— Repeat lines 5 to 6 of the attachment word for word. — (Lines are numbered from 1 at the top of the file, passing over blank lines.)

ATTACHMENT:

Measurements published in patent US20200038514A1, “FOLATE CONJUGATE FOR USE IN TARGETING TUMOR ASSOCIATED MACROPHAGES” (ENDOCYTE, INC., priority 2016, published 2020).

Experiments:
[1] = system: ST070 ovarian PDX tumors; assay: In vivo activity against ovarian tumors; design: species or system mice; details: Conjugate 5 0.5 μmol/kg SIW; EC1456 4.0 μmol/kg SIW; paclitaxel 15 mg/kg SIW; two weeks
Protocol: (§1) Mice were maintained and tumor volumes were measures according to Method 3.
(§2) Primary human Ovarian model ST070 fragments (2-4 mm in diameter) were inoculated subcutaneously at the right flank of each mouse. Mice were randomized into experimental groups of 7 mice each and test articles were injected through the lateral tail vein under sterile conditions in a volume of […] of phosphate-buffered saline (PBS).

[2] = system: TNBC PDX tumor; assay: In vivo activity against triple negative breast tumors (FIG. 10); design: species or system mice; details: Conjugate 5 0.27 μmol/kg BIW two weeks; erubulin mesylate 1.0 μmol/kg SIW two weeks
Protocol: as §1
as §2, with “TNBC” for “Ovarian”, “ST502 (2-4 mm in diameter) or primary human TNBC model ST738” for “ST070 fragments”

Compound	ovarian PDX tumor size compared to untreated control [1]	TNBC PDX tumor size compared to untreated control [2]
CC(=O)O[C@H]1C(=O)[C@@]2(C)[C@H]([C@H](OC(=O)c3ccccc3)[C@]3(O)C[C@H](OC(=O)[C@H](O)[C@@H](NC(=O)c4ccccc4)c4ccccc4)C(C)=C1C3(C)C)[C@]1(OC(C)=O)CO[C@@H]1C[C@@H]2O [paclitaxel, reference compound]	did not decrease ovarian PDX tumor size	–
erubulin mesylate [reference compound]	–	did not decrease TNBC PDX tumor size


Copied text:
(§2) Primary human Ovarian model ST070 fragments (2-4 mm in diameter) were inoculated subcutaneously at the right flank of each mouse. Mice were randomized into experimental groups of 7 mice each and test articles were injected through the lateral tail vein under sterile conditions in a volume of […] of phosphate-buffered saline (PBS).

[2] = system: TNBC PDX tumor; assay: In vivo activity against triple negative breast tumors (FIG. 10); design: species or system mice; details: Conjugate 5 0.27 μmol/kg BIW two weeks; erubulin mesylate 1.0 μmol/kg SIW two weeks